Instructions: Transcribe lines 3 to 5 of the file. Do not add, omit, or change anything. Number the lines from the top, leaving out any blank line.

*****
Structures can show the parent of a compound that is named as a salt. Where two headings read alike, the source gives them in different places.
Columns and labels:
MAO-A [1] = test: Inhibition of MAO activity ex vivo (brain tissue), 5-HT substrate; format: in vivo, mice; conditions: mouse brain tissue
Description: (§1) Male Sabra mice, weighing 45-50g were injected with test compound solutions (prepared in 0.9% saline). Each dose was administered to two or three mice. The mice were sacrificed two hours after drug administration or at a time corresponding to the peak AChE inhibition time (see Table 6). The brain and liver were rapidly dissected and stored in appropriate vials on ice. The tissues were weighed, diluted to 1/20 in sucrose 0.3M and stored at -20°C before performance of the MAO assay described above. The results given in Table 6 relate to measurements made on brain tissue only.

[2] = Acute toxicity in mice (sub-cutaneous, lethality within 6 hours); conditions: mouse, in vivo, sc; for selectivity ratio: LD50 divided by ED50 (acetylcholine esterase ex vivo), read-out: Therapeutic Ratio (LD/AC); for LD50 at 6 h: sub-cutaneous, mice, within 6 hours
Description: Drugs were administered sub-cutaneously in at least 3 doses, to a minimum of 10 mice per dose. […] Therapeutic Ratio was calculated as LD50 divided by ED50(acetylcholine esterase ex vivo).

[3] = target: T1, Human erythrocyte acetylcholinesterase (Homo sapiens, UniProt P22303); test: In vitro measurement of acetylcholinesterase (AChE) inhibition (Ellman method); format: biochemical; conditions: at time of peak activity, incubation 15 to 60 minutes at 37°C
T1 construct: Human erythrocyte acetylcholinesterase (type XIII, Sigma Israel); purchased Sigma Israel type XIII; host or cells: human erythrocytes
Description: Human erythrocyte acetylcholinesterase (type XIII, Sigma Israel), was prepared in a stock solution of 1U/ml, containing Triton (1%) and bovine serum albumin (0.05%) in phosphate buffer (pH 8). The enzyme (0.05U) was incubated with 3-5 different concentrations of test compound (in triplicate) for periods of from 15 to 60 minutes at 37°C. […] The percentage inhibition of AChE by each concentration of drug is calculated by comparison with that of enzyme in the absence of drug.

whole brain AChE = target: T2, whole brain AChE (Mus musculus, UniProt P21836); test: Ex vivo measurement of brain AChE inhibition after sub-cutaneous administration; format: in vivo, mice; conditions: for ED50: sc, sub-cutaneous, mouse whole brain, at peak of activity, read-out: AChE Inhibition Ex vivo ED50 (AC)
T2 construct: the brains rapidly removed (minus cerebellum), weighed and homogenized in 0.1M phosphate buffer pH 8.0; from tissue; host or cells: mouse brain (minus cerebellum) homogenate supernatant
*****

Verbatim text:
MAO-A [1] = test: Inhibition of MAO activity ex vivo (brain tissue), 5-HT substrate; format: in vivo, mice; conditions: mouse brain tissue
Description: (§1) Male Sabra mice, weighing 45-50g were injected with test compound solutions (prepared in 0.9% saline). Each dose was administered to two or three mice. The mice were sacrificed two hours after drug administration or at a time corresponding to the peak AChE inhibition time (see Table 6). The brain and liver were rapidly dissected and stored in appropriate vials on ice. The tissues were weighed, diluted to 1/20 in sucrose 0.3M and stored at -20°C before performance of the MAO assay described above. The results given in Table 6 relate to measurements made on brain tissue only.

[2] = Acute toxicity in mice (sub-cutaneous, lethality within 6 hours); conditions: mouse, in vivo, sc; for selectivity ratio: LD50 divided by ED50 (acetylcholine esterase ex vivo), read-out: Therapeutic Ratio (LD/AC); for LD50 at 6 h: sub-cutaneous, mice, within 6 hours